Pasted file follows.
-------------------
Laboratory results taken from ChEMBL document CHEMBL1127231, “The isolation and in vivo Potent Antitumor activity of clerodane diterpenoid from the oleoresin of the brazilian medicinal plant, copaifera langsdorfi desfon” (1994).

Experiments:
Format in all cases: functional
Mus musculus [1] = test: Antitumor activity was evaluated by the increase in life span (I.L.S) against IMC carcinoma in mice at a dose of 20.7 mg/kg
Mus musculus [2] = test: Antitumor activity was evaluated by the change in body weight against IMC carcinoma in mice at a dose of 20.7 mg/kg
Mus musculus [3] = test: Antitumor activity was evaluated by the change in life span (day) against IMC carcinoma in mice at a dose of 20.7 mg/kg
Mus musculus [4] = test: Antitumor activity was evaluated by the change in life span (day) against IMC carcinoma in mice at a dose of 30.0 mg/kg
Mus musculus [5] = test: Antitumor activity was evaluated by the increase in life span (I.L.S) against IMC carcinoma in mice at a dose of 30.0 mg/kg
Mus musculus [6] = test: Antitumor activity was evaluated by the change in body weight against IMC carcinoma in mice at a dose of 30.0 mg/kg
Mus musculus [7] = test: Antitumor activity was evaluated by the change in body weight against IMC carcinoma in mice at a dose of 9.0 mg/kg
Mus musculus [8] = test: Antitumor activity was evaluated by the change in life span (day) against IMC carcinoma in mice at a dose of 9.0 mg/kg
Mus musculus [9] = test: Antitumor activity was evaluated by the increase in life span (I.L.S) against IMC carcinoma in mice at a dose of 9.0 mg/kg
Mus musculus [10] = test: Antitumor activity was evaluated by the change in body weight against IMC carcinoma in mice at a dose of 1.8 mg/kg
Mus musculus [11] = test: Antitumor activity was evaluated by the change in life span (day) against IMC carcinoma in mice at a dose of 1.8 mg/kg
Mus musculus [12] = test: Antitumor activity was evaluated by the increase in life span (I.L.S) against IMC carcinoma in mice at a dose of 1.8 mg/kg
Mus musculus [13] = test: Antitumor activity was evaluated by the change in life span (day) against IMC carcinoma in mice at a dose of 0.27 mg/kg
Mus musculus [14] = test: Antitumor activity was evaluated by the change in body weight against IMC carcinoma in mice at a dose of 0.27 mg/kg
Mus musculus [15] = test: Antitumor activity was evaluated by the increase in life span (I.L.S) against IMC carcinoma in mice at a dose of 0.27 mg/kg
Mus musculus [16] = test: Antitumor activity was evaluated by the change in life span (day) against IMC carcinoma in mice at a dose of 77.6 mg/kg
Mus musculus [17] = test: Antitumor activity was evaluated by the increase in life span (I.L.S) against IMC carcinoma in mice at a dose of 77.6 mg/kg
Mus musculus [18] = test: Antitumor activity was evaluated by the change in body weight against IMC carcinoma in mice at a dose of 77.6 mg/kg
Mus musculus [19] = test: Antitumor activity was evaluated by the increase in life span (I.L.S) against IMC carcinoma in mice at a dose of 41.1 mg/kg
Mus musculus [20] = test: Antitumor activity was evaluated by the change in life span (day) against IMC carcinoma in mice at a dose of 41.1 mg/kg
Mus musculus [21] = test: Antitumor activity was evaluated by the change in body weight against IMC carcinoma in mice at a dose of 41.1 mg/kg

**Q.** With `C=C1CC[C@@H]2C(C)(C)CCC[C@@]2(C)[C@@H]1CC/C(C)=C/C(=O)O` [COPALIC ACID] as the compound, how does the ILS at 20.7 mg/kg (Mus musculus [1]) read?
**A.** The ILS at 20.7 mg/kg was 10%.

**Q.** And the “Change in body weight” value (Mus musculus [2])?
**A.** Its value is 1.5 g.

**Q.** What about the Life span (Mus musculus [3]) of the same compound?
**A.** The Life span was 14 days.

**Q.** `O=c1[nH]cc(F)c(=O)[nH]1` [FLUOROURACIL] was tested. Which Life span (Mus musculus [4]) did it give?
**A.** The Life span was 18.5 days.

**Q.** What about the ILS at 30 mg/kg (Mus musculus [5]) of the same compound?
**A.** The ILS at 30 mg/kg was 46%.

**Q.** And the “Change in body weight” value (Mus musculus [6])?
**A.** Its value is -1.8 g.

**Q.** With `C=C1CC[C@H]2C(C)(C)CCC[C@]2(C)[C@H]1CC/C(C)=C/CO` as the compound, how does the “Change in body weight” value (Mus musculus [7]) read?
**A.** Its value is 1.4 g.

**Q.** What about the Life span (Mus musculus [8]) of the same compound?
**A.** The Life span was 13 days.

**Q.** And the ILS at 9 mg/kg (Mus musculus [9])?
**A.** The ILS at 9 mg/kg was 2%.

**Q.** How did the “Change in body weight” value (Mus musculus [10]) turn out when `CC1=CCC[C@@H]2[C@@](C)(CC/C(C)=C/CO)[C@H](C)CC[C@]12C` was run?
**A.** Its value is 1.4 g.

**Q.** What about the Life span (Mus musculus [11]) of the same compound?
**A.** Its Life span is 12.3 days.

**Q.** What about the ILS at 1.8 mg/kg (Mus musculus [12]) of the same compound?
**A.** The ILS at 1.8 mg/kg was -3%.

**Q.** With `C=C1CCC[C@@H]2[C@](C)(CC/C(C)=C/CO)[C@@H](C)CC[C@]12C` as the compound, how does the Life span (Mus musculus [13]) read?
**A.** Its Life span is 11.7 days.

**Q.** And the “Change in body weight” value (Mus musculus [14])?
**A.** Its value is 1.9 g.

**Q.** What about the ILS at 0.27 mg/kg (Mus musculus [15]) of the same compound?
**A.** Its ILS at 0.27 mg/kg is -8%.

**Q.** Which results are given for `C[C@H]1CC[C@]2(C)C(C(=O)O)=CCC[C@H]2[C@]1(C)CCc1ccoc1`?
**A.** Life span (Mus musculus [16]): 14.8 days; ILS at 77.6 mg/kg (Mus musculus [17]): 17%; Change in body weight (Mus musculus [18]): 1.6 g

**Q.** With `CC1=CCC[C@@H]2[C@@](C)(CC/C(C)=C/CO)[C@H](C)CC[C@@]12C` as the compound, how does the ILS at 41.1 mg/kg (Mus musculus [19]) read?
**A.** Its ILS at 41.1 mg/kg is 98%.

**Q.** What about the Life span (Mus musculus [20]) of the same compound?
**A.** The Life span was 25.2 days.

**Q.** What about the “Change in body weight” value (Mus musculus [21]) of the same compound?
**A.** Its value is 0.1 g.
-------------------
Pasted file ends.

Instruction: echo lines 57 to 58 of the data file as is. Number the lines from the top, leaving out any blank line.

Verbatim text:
**Q.** With `CC1=CCC[C@@H]2[C@@](C)(CC/C(C)=C/CO)[C@H](C)CC[C@@]12C` as the compound, how does the ILS at 41.1 mg/kg (Mus musculus [19]) read?
**A.** Its ILS at 41.1 mg/kg is 98%.